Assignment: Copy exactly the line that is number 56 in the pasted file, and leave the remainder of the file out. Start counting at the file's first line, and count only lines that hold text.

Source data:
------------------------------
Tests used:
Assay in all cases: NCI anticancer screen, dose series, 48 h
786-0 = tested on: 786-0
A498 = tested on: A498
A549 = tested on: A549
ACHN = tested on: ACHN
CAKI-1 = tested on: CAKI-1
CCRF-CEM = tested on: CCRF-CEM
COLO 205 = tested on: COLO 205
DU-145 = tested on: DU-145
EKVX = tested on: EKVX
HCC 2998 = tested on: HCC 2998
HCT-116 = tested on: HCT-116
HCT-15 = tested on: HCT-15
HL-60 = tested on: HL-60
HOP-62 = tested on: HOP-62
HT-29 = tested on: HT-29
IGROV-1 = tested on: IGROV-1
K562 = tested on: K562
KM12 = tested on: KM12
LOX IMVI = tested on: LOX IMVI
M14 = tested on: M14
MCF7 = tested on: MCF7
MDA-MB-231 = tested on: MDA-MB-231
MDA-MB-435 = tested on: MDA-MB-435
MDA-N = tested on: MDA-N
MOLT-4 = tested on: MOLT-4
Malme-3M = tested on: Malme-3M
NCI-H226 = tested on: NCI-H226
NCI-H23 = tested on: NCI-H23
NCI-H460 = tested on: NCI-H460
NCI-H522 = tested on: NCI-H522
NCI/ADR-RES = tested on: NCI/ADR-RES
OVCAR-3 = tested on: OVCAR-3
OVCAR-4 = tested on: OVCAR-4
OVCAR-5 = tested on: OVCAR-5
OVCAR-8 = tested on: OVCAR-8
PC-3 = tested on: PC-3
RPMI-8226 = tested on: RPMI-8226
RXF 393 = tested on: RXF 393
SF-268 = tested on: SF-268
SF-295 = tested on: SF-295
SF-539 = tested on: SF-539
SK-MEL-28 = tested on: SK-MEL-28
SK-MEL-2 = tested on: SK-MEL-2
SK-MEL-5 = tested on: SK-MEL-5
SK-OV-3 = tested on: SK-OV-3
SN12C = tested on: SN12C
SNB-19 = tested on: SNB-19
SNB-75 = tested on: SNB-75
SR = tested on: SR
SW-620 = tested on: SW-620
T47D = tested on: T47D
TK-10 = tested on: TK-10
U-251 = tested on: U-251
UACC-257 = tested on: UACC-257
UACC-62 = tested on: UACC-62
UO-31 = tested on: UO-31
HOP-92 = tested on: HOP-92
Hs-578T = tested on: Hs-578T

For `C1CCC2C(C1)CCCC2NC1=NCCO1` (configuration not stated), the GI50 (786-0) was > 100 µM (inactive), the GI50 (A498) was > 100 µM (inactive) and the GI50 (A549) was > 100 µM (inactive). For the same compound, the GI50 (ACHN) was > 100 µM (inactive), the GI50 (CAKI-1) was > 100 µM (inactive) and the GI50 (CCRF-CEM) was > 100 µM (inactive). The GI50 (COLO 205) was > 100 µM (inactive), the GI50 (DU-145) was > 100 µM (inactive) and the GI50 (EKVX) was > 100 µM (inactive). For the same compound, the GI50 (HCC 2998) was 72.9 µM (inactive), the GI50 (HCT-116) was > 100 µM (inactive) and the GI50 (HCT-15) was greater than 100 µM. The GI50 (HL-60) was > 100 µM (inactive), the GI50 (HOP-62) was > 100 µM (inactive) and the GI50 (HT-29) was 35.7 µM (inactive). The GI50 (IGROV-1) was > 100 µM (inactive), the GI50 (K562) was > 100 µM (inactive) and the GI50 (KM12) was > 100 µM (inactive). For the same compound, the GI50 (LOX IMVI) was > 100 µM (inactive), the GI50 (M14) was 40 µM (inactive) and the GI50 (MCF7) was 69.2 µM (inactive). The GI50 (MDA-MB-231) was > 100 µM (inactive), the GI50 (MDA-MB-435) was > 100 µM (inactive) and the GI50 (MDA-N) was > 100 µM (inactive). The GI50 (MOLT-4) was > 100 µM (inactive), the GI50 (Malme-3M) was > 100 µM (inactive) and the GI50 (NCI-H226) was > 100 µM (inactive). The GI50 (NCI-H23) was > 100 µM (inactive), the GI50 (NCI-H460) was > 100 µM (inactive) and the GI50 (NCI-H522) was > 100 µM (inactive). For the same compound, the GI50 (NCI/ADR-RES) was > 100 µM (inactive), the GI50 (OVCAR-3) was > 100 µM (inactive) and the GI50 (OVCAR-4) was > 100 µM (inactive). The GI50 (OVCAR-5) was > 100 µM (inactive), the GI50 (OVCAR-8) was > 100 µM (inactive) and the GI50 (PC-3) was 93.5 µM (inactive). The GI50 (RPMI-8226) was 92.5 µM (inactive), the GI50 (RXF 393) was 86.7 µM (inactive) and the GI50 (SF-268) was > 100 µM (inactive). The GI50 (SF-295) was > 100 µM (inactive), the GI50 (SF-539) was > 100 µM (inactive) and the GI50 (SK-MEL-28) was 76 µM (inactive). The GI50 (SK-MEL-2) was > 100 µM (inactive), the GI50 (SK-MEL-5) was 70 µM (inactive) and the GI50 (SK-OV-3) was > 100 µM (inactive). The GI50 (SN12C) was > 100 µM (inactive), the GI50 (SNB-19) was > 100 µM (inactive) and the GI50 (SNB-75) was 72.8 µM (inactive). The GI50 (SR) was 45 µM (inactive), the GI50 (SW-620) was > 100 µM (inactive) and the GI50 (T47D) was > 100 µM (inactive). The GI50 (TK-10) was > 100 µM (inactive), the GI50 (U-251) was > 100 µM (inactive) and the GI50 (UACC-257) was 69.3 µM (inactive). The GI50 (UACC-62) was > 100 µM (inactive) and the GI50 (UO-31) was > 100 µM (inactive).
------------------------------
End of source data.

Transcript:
UACC-257 = tested on: UACC-257